In medieval times, hunting was a right reserved only for royalty and landowners. Instead of relying on hunting for food, it was seen as a kind of entertainment.
During the Middle Age, landowners in Europe once employed gamekeepers. This is to ensure plenty of game and fish on their land.
Gamekeepers helped create an environment that attracted animals and guided nobility on hunts. They were also responsible for sourcing game meats and catching poachers.
For peasants, deer hunting at the time became a dangerous game. Many needed to hunt to supplement their diets and avoid starvation. However, hunting was illegal for them, as all game on a lord’s land was the lord’s property.
Poachers faced extreme penalties but often had to hunt to feed their families. This created quite a bit of conflict between the ruling and peasant classes.
Deer hunting was an unregulated activity for a long time. As technology advanced and made hunting more efficient, deer populations suffered.
In earlier times, elk were nearly wiped out in North America by European settlers. By the end of the 1800s, elk were eradicated from the eastern half of the United States. They have since rebounded around the country.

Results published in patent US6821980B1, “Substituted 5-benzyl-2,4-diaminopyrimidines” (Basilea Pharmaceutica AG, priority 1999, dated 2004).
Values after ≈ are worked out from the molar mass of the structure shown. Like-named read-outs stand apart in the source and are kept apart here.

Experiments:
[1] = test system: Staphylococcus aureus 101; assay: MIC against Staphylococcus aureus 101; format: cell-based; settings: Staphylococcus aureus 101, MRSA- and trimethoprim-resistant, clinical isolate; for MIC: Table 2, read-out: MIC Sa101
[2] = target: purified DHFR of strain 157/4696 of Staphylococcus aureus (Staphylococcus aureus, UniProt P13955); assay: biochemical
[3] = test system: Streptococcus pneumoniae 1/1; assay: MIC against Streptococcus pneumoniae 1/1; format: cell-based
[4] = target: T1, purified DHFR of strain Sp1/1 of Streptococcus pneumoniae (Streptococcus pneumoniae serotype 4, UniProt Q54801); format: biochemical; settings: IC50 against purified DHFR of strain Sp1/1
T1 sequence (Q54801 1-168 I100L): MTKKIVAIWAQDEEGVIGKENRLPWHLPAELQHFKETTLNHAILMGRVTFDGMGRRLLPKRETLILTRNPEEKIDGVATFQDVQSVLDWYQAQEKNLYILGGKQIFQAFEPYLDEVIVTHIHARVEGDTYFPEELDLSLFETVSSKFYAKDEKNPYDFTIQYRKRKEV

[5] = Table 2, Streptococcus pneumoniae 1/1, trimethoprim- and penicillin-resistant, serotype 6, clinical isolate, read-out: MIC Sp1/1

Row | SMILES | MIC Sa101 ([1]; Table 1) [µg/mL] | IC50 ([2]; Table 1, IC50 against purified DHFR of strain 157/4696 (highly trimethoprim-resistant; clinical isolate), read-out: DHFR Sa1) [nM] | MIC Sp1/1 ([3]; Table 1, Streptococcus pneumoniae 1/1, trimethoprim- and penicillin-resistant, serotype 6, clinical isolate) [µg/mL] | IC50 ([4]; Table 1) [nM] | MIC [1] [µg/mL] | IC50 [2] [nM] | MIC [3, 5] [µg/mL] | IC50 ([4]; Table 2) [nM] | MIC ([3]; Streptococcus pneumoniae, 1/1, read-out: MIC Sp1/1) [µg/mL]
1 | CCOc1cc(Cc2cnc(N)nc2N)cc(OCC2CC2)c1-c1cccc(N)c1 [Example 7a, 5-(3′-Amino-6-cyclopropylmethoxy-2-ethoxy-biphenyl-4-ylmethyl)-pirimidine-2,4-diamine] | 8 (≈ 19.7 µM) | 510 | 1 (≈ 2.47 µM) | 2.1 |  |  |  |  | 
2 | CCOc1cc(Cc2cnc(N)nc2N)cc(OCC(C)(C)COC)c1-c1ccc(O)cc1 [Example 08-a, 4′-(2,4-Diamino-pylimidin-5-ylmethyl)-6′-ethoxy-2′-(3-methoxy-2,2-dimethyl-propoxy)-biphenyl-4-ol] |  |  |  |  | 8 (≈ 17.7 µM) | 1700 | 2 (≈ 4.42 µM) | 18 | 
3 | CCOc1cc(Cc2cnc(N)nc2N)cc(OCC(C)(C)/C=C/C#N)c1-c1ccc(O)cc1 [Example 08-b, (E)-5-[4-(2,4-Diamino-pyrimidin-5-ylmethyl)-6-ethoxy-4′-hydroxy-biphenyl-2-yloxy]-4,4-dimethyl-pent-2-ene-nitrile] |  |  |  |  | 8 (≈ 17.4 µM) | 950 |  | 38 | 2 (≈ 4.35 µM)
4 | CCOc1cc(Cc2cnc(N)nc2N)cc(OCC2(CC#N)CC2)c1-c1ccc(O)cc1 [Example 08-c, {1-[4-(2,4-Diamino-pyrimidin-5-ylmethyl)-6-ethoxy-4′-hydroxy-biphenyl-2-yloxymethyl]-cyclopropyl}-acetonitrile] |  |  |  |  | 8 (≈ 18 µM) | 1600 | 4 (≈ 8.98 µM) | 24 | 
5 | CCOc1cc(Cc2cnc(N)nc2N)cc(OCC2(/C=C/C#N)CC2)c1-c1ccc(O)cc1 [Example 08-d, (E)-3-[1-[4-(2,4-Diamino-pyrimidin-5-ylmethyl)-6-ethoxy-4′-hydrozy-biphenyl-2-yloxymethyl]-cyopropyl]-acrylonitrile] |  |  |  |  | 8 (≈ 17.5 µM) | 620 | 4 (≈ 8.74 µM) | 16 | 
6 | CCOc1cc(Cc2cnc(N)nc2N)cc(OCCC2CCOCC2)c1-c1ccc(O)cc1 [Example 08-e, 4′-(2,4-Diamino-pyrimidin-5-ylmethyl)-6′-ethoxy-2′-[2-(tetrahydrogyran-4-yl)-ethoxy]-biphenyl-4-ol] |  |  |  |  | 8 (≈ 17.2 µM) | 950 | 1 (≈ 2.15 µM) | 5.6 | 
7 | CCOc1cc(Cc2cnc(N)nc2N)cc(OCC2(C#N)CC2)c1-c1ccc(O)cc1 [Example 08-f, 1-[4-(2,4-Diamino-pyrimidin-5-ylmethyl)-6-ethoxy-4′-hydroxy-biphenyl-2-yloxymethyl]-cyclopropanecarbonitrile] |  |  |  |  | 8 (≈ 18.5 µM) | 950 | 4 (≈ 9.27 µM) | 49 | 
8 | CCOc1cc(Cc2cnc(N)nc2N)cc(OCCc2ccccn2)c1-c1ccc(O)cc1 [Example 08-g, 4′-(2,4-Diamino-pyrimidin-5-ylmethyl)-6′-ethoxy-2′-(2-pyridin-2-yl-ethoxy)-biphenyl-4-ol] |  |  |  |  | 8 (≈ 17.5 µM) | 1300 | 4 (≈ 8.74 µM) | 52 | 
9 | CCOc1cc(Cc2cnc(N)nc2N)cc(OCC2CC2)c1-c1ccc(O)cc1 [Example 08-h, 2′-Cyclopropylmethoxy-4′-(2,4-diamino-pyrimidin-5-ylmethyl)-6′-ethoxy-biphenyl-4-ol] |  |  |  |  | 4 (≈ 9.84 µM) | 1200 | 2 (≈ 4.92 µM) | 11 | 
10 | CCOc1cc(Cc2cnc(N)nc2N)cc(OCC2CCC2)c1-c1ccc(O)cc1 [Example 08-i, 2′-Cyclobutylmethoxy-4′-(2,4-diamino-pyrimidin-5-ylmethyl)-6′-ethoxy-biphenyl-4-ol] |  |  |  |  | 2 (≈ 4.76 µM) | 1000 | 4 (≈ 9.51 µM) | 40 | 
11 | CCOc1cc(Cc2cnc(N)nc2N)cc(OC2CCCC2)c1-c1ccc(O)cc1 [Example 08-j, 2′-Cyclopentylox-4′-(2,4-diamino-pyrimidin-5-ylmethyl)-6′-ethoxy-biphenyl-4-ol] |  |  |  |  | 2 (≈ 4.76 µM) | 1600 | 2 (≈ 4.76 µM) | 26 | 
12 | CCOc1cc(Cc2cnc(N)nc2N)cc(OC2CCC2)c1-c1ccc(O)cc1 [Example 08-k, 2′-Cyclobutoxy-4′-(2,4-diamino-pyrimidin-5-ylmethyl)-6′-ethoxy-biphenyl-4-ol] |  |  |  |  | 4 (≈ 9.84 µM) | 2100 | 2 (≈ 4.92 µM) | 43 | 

Deer Hunting Today
As of 2020, there were 11.4 million registered deer hunters in the United States alone. Deer hunting is an essential sport for human tradition and deer.
Each state government sets regulations for deer hunting within its territory. The state also employs biologists in its Fish and Wildlife Department. They track deer populations and collect data from hunters.
Regulations are set based on the following factors:
- Number of hunters
- Deer breeding seasons
- Population numbers for each species.
Hunting windows and laws can vary by county within each state.
The cost of hunting licenses is what funds the state wildlife departments. While hunters might kill deer each year, they also support their conservation.
Hunters in the US target white-tailed deer, mule deer, and axis deer. These species have the least regulations. This is because they have the largest and most stable populations.
Hunting can be seen as controversial by many people.
While this is understandable, hunting is an integral part of our history. Most importantly, hunting can be done safely and ethically.
However, incompetent hunters and over-harvesting can still have major impacts on deer populations. But these issues are rare and tend to be few and far between.